When Oscar Pistorius first stepped into the spotlight as a double-amputee who competed in Olympic races, won medals, beat records, and performed incredible athletic feats against all odds, he was an inspiration. Today, Pistorius’ name is associated with allegations of drug use — and most famously with the murder of his late girlfriend, South African model Reeva Steenkamp.
Just last week, Judge Thokozile Masipa acquitted Pistorius of premeditated murder on grounds of reasonable doubt. The trial isn’t over just yet, however. Legal attorneys await the final decision, when they expect Masipa will charge Pistorius with culpable homicide. Even so, appellate attorneys are already gearing up to challenge the decision — ultimately hoping to pin Pistorius with more serious charges.
Just like those convicted of crimes can appeal that decision — prosecutors can also appeal rulings. Although cases like Pistorius’ rarely have grounds for appeals, legal attorneys believe the state may be able to challenge Masipa’s decision owing to an “error of law,” according to a September 11 New York Daily News article.
What was this error? “The judge got it right when she ended up concluding that it doesn’t matter who was behind the door, so as long as there was intention to kill whoever was behind the door,” University of Witwatersrand Professor James Grant says. Considering whether Pistorius intended to kill the person behind the door may yield a different result. (Prosecutors may have an opportunity to appeal the decision. In that case, it would go through a legal process similar to that of the U.S. Court of Appeals, or a federal circuit court.)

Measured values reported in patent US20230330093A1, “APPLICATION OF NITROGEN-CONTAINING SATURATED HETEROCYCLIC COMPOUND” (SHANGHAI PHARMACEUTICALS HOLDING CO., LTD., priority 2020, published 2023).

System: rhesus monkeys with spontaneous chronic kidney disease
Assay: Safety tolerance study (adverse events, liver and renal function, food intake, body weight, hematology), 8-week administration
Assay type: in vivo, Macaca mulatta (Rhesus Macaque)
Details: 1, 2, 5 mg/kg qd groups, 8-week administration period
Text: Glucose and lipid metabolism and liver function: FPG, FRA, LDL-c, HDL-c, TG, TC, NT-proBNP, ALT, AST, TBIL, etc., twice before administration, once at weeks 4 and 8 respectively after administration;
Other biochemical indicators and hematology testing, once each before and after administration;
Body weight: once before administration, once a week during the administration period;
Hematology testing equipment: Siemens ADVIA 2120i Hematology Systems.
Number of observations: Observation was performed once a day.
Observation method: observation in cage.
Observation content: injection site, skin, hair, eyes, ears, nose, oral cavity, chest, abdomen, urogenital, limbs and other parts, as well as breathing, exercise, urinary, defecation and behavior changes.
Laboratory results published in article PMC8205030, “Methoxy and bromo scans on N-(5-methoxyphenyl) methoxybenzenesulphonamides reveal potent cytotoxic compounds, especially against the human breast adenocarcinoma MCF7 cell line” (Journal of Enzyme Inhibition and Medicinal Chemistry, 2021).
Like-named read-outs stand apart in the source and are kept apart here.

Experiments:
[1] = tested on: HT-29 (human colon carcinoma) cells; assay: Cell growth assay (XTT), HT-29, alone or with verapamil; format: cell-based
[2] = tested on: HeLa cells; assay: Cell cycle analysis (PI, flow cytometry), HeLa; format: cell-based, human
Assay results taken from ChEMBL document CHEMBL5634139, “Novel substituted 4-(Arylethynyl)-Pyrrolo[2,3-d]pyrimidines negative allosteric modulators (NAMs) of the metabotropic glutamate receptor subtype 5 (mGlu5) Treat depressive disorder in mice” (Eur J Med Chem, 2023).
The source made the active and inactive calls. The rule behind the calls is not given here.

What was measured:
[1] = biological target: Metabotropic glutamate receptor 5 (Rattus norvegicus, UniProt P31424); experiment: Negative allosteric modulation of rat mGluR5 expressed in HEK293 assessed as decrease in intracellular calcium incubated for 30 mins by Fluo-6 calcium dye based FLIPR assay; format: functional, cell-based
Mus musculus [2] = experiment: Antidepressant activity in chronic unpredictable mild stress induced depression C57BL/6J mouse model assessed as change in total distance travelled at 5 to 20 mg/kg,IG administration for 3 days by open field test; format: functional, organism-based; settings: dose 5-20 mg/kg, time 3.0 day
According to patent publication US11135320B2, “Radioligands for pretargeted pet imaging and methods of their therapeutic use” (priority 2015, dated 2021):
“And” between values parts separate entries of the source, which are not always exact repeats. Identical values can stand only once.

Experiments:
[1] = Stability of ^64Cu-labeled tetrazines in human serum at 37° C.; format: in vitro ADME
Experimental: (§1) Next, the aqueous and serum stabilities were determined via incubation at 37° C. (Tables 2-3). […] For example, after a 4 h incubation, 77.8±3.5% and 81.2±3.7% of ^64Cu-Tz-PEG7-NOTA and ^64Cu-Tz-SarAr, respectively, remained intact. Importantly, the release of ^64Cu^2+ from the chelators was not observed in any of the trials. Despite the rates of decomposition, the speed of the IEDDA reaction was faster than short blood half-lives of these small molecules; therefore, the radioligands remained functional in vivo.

Is being found guilty of culpable homicide enough? Many lawmakers (and citizens!) do not think so. The charge is a relatively minor one — especially in comparison to premeditated murder. By charging Pistorius with culpable homicide, he may leave the court as a free man — with the equivalent of a good chiding and a slap on the wrist.
The U.S. Court of Appeals contends with 10,000 cases per term — and numbers are similarly high in South Africa. South African courts will likely be hearing from legal attorneys, who are not prepared to let Pistorius walk away facing minimal, if any, legal consequences.
Speak with an appellate lawyer.